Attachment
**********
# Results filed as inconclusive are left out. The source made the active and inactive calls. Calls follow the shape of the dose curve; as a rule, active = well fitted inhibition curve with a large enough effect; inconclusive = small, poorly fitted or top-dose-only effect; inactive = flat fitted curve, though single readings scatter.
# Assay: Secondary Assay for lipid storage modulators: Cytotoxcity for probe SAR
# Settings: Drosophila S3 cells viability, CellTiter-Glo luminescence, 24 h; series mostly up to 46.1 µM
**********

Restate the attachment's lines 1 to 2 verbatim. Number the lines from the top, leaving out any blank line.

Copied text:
# Results filed as inconclusive are left out. The source made the active and inactive calls. Calls follow the shape of the dose curve; as a rule, active = well fitted inhibition curve with a large enough effect; inconclusive = small, poorly fitted or top-dose-only effect; inactive = flat fitted curve, though single readings scatter.
# Assay: Secondary Assay for lipid storage modulators: Cytotoxcity for probe SAR